Psychasthenia
Schizophrenia
Mania
ap < 0.01.
bp < 0.02.
58.48
56.18
58.70
58.57
64.37
61.00
64.22
55.56
59.70
62.85
55.44
52.56
54.37
58.93
52.74
57.76
57.74
63.37
56.48
57.73
59.04
56.87
18-Month
F Value
51.52
56.33
57.11
52.18
57.37
56.33
57.30
54.4 1
52.96
56.52
54.96
1.3
0.8
1.0
4.7”
4.0b
4.7 ”
2.5
0.6
6.0”
4.6”
0.7
Table 2. Mean Valtres and t Ratios for M M P l Variables in Patientj
with Impaired versus NormaliMild Neuropsychological Pevformances
Initial Examination
Variables
L
F
K
Hypochondriasis
Depression
Hysteria
Psychopathic dev.
Paranoia
Psychasthenia
Schizophrenia
Mania
“p < 0.01.
’p < 0.05.
Mean Values in
Imp aired
Croup
Mean Values in
Normal/Mild
Group
t-Test
(df = 25)
60.87
57.55
64.11
67.78
70.00
67.44
67.87
59.00
64.33
69.11
51.11
49.78
55.50
56.00
53.00
61.55
57.78
62.39
53.83
57.37
59.72
57.61
3.33”
0.64
2.44b
3.17“
1.64
2.1?~~
1.14
1.44
1.42
1.27
2.08b
t-Test at
12 Months
t-Test at
18 Months
(df = 25)
(df = 25)
0.52
0.30
0.43
3.14”
2.86“
1.05
0.09
1.47
0.82
0.2 1
3.05 ”
0.76
0.42
1.63
3.06“
3.68“
0.88
0.20
0.19
1.GO
0.46
2.34b
Dikmen and Reitan: Sequelae of Head Injury
493
injuries, by overlooking posttraumatic cognitiveintellectual difficulties that are not easily detectable
without neuropsychological examination, and by relying on background information that is largely based on
select and biased samples of persons who have continuing medical, legal, and emotional difficulties.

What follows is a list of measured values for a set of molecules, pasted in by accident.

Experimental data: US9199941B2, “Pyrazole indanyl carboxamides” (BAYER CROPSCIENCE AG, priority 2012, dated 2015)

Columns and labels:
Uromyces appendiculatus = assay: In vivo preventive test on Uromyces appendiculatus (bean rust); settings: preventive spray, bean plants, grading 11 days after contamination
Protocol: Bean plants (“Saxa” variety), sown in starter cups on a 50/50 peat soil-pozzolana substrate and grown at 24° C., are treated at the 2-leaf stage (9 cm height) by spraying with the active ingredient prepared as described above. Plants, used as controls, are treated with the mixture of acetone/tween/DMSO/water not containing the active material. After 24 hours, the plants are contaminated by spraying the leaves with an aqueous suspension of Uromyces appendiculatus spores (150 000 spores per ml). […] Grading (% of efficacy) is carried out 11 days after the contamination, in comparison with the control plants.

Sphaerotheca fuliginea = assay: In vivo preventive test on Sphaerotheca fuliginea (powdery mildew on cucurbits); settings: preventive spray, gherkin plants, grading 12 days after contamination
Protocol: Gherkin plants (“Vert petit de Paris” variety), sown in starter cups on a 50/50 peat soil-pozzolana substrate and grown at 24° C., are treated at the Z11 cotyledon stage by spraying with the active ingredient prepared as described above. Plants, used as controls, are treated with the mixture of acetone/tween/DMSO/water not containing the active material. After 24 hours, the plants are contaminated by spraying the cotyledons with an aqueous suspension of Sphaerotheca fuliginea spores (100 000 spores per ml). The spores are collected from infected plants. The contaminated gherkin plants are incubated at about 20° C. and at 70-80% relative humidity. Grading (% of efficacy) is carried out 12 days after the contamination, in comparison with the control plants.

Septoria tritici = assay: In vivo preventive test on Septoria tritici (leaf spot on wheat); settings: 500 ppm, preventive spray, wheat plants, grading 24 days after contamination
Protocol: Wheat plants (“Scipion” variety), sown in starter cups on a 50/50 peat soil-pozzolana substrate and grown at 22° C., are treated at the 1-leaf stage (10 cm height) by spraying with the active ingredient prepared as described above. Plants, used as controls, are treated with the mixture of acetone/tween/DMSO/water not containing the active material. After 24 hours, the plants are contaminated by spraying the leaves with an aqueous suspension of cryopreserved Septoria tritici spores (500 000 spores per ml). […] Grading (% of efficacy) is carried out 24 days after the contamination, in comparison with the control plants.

Clinical observation and insight are invaluable
guides to important areas of investigation. In order to
develop a better understanding of posttraumatic emotional sequelae, these clinical insights need to be operationally defined, quantified, and subjected to systematic investigation. Through such efforts it may be
possible to identify the factors that account for the
currently unexplained variability in emotional adjustment in head-injured patients.
Supported by National Institutes of Health Contracts NOl-NS-22326 and N01-NS-6-2341.
References
1. Aita JA, Reitan RM: Psychotic reactions in the late recovery
period following brain injury. Am J Psychiatry 105:161- 169,
1948
2. Bond MR: Assessment of psychosocial outcome after severe
head injury, in Outcome of Severe Damage to the Central
Nervous System (Ciba Foundation Symposium No. 34). New
York, American Elsevier, 1975
3. Dahistrom WG, Welsh GS, Dahlstrom LE: An MMPI Handbook. Vol 1, Clinical Interpretation. Minneapolis, University
of Minnesota Press, 1972
4. Dikmen S, Reitan RM: Psychological deficits and recovery of
functions after head injury. Trans Am Neurol Assoc 101:7277, 1976
5. Edwards AL: Experimental Design in Psychological Research.
New York, Holt, Rmehart and Winston, I968
6. Goldstein K: After Effects of Brain Injuries in War. New York,
Grune & Stratton, 1942
7. Jennect B, Bond MR: Assessments of outcome after severe
brain damage-a practical scale. Lancet 1:480-484, 1975
8. Lishman WA: Brain damage in relation to psychiatric disability
after head injury. Br J Psychiatry 114:373-410, 1968
9. Lishinari WA: The psychiatric sequelae of head injury: a review. Psycho1 Med 3:304-318, 1975
10. Miller H: Accident neurosis. Br Med J 1:919-925,992-998,
1061
11. Miller €3: Mental after-effects of head injury. Proc K Soc Med
59:257-261, 1966
12. Reitan MR, Davison LA (eds): Clinical Neuropsychology: Current Status and Applications.Washington DC, V H Winston and
Sons, 1974
13. Ruesch J, Rowinan K: Prolonged post-traumatic syndromes
following head injury. Am J Psychiatry 102:145 -163, 1945
494 Annals of Neurology Vol 2 No 6 December 1977